|From "Memoirs of a Pet Therapist" Warren's Autobiography
Well, I had just gotten out of the service and taken a bride;
now I needed a job. My new mother-in-law was pressuring me to
take the civil service test, so she could use her influence to get me
hired at the post office in Long Beach, New York, where Fay's late
father had been the assistant postmaster.
"I can get you into the
post office; you can become a mailman with a good income, great
benefits, and a civil service career for your entire life!"
I had just gotten out of uniform and was very dubious about
getting back into one, so I resisted. Besides, there was no longer any
doubt: I wanted to work with animals. I knew veterinary medicine
was not for me, and neither was grooming. I didn't have the pa-
tience to stand in one place all the time, so I looked at the options
available. I liked the notion of helping people communicate with
their pets, analyzing the behavior of not just the animal but its
owner, then solving problems right in the home. Roughly, that was
the job description for what I dubbed myself as: a pet psychologist.
I had no idea, however where one could find a job as a pet psy-
chologist; obviously, there were no ads for one in the New York
Times. After telling our families about my career choice, both my
parents and Fay's mother wanted to get me into therapy, fast!
With my twelve-week unemployment from the service running out, and turning down an offer to sell paint at the local hardware store for three bucks an hour, I took a job behind the counter
at a dry-cleaning store. Yes, that was my beginning, a dry-cleaning
store. When you work at a dry cleaners, you have customers who
come in every other day, every three days, and they bring in cloth-
ing that is covered with dog hair, cat hair, or God knows what kind
of hair. Anyway, I'd start up a conversation. We would talk about
the hair on their clothes and, ultimately, how the pet hair got on
their clothes. They started telling me the problems they were having with their pets, and I realized there really was a need for what I
wanted to do. Yet I still had no idea how to get that need out to the
public. People all had questions: "My cat is peeing on the floor,"
"My dog is jumping on my mother-in-law," "What do I do? What
do I do?"
I turned to my wife at this point and said, "Fay, I really need to
grab the attention of these people." So we brainstormed and, investing our last eight dollars, took out an ad in the PennySaver that
circulated in the five towns of Long Island - a very affluent area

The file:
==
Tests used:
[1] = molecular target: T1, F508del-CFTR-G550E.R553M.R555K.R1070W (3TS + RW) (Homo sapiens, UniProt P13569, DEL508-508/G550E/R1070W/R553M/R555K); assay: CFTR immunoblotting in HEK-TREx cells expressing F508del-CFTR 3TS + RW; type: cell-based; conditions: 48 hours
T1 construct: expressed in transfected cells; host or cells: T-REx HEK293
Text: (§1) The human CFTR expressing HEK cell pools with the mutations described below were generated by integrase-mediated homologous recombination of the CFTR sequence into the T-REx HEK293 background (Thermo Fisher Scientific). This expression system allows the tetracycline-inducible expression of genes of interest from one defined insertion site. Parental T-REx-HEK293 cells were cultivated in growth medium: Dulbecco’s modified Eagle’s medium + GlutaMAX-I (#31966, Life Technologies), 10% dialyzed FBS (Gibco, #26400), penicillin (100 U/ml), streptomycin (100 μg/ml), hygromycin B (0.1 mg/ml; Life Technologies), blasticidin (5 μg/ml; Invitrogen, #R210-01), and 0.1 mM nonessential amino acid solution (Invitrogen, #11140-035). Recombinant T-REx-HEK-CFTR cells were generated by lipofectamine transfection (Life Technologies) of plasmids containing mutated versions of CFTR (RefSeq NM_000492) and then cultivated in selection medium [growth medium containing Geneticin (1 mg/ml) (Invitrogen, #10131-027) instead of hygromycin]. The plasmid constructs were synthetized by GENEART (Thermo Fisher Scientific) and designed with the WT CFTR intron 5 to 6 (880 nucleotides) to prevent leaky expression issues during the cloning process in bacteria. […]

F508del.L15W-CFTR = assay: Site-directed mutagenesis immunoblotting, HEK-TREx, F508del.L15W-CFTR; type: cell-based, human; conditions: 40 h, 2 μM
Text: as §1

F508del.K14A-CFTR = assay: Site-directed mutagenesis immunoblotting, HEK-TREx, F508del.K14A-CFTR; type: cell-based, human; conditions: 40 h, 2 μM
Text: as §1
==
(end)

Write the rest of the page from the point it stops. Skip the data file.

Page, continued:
with a high ]ewish population. The ad began:
"WE'LL TEACH YOUR DOG YIDDISH FOR $15."
Well, the phones started ringing, and people explained their
pet situations. Whether it was housebreaking, jumping, chewing, whatever, I would go into their homes and solve their pets'
Once I started doing that, recommendations followed. It was
"networking" before networking had a name. One person would
tell another person who would tell another person, and so on. It
was the American dream - move to the suburbs, get a pet, have
problems, call Warren - it all followed in quite an interesting
path. Then they would recommend me to their veterinarians.
"Hey, you're not going to believe this! This guy came to my house,
and, you know, my dog has been growling for five years. All of a
sudden, my dog behaves like Lassie." So things were starting to gel.
What I didn't know was: How does one start a business? You
needed a couple hundred dollars to incorporate, and I still had
no money. I thought I would work at pet stores around town -
basically they would pay in leashes and collars so I could go out
and train dogs. During this process I met a really nice lady. I didn't
realize she had any problems, and she asked if I would teach her
how to train dogs. I said, "Sure, no problem." So I taught her how to
train dogs, and she became my partner. Unbeknownst to me, my
new partner was a major drug user. I should have trained my drug
dogs to sniff her out! I would end up working 112 hours a week and
she would end up working 6. At the end of the week we would
split the seventy-five bucks profit we made. This lasted for a year
or so, until I finally realized it just wasn't working out. I bought her
half of the business for like a hundred dollars. And then I started
on my own.
Ar this point, things started to click. Fay and I founded the
company, calling it Master Dog Training. I'll never forget that.
People said, "What a great name, Master Dog Trainingl" Remember now, Folks, this was the seventies. It could be interpreted as,
you could be the master of your dog, or I was a master training
Business started to snowball and the phones started ringing
off the wall. I knew I wasn't going to be able to handle this all by
myself; I was going to have to hire people. My reputation was on
the line at this point, and I began saying to myself: "Hiring people
is not the answer. Let me find the right people and I'll train them
myself." This way, at least, when they went out to work with
clients, they would be training the same way I did. Ultimately it
got to the point where we were doing so much work that we were
training more and more people. At the highlight of the Master
Dog Training days, we had fourteen trainers on the road full time.
We were seeing somewhere between three and five hundred dogs a
week. All this, mind you, while I worked at the YMCA training a
couple hundred dogs a week myself. So it was a busy time in my
life. One hundred twelve hours a week went to the dogs!
--© Warren Eckstein - from From "Memoirs of a Pet Therapist" Warren's Autobiography